[Note: The following text was taken verbatim from the "M Men-Gleaner Manual, Love, Marriage, and You" used in 1956-1957. Previous entries in this series can be found here.]
In 1940 two young people of outstanding characters and abilities decided to marry. The girl, age twenty, was active and very much interested in her Church. She had worked for two years and wanted to “settle down.” The fellow was twenty-five, had a superior intellect, a fine personality and was well-respected by his associates. This couple had gone together for nearly three years and were well acquainted with the many phases of personality of each. They basically agreed on nearly everything except religion and the place for their marriage. The girl had always hoped and dreamed of being married in one of the temples “for time and eternity.” The fellow was an inactive member of a Protestant church and had been investigating Mormonism for nearly two years. He still felt that he was not ready to ask for membership. This was their major stumbling block. What should they do? What did they do? The boy finally promised the girl that he would join the Church soon after they were married and then they would be married in the temple later. What happened? The young man joined the Church soon after their marriage but only because he had promised he would. He was ordained a deacon but that was as far as he progressed in the priesthood. Discord and difficulties crept into this marriage relationship and although two fine children were born, divorce resulted.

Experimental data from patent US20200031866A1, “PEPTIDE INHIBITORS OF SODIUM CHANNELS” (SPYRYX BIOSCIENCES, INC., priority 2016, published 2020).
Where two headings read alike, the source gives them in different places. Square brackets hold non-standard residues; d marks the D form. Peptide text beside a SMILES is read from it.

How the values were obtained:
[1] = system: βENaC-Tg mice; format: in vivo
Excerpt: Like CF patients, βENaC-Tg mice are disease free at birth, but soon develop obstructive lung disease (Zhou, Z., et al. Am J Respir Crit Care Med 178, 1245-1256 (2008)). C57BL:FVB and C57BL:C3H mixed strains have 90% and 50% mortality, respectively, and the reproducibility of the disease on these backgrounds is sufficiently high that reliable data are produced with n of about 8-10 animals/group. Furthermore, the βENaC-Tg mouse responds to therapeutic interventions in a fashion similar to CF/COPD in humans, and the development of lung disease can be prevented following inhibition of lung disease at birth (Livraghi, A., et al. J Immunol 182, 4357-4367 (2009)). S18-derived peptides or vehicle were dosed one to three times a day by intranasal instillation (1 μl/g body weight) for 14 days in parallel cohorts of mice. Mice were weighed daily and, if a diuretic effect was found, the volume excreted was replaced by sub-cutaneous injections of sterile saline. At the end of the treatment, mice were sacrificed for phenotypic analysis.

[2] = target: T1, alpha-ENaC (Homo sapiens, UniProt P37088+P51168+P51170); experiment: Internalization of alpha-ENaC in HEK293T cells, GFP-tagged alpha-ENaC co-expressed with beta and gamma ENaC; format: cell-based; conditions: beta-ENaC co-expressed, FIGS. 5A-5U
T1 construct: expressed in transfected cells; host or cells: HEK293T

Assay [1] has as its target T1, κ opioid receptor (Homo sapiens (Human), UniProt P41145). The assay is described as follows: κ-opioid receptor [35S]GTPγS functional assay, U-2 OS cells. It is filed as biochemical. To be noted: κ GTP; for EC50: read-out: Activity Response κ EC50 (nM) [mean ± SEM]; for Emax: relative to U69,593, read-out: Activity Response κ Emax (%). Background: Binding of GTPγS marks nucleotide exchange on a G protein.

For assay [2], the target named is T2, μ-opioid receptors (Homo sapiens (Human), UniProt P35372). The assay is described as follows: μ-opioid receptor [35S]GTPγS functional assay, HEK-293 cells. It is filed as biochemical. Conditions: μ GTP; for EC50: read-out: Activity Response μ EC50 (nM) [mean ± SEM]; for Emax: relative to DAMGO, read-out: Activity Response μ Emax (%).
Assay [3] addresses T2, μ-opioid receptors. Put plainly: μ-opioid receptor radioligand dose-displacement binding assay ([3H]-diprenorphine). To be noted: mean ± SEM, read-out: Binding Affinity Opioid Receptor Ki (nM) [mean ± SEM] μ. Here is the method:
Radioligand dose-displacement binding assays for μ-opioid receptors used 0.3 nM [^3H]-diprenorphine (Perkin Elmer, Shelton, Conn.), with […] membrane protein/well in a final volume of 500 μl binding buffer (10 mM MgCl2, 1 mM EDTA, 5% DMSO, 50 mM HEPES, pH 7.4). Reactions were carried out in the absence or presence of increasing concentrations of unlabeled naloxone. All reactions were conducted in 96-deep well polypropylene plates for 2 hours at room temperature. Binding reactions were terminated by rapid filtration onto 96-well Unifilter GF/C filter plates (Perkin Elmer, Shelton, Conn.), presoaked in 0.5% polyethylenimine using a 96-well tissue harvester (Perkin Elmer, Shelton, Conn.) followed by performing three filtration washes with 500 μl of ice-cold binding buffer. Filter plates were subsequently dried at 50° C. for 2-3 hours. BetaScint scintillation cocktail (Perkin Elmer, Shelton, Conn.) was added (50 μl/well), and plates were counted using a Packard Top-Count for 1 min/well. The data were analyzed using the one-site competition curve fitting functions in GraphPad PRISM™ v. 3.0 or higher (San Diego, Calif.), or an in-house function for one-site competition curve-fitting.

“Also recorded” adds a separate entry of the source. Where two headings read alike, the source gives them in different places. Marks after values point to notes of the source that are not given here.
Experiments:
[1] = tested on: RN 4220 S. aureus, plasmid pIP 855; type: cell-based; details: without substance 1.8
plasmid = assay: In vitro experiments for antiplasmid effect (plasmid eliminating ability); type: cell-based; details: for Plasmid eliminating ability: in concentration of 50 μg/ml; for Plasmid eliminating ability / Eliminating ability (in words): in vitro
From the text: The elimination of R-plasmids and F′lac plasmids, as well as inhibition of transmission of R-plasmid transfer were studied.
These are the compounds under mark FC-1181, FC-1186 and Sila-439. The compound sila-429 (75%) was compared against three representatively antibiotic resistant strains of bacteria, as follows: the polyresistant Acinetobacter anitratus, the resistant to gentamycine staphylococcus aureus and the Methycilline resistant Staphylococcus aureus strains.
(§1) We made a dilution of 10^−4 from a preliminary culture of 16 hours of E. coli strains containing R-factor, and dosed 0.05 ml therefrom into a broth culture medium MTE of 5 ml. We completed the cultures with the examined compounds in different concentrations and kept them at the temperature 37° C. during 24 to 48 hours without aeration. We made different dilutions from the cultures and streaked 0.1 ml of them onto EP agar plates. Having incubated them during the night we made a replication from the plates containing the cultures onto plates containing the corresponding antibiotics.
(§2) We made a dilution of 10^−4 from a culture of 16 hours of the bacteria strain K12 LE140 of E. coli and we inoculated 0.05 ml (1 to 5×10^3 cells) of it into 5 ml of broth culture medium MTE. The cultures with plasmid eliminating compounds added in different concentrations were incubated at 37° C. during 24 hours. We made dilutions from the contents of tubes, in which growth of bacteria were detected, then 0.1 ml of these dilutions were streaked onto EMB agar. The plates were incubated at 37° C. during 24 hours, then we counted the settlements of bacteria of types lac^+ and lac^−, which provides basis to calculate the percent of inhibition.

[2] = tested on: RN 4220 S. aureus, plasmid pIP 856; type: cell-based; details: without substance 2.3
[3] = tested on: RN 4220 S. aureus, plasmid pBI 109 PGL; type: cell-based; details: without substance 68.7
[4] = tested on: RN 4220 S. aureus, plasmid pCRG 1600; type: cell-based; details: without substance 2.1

1. Why is temple marriage so important to Latter-day Saints?
2. What are the requirements for getting a temple recommend?
3. How might divorce have been prevented in this case?